Why can't we derive struct's?

Walter Bright newshound2 at digitalmars.com
Mon Dec 24 22:30:57 UTC 2018

On 12/24/2018 1:31 PM, H. S. Teoh wrote:

There are technical problems with iostreams as well, such as formatting options, 
and not being multi-threadable.

> And the regex DSL is just ... wow. It takes operator overloading abuse
> to whole new levels never before imagined.

I've talked to David Abrahams about it. It is a nice piece of engineering, and 
he's very proud of it. But I was right in my assessment of the abuse of operator 
overloading, as this sort of thing has just never caught on in the C++ community.

Another in the "too much power" category is you can throw any type in C++. Such 
as an `int`. I've never, ever seen any credible use of that. I'm not in the 
least surprised that the C++ standard library has an Exception class you're 
supposed to derive from and throw that.

> This kind of every-man-for-himself operator overloading leads to
> unmaintainable code where any piece of syntax can mean absolutely
> *anything*, because you can overload anything and everything, and you
> cannot even remotely begin to guess what a piece of code actually does
> just by looking at it.  You might have had a fighting chance if you
> could only trace the calls to their call targets, but thanks to the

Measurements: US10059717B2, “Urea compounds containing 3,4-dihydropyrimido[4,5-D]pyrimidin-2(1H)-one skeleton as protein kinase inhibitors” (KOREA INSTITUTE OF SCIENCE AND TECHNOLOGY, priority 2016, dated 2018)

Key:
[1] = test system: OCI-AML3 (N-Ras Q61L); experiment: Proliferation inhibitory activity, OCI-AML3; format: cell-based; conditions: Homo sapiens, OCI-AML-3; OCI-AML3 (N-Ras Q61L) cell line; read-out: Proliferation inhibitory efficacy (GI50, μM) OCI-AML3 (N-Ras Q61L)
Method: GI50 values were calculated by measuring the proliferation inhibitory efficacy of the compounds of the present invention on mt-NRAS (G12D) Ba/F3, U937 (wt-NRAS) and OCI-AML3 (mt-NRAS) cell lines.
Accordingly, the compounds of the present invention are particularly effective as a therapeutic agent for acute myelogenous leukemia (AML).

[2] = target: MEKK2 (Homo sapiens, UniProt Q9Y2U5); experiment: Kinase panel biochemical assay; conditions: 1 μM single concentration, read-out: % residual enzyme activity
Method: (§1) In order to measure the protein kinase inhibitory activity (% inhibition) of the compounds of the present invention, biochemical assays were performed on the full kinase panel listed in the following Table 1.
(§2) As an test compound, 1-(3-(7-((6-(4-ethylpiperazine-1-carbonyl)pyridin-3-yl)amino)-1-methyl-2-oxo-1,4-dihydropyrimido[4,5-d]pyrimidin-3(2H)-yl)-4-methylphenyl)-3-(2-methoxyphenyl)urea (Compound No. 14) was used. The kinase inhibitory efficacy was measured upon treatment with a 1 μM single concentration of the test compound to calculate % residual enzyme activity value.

> lovely C++ blend of overload resolution rules, Koenig lookup, SFINAE,
> and implicit conversions, you need to be a language lawyer just to
> figure that out.

Yeah, that about sums up my argument to David about it.

> But I suppose we should count our blessings, that the iostream authors
> didn't choose to overload < and > for I/O instead of << and >> (which
> you absolutely could, if you're bent on writing bad code), so there
> remains something to be appreciated here, I guess.</sarcasm>

I hated iostreams since the 1980s, but it took about 15 years for the C++ 
community to gradually come around to the idea that it was a mistake.

A feature shouldn't be merely "cool" or "great", especially considering all the 
features D already has. It needs to enable significantly better code to be 
written. Better as in more efficient, more understandable, safer, less brittle, 
less tendency for errors, etc. Note that I didn't say "less typing" (!).

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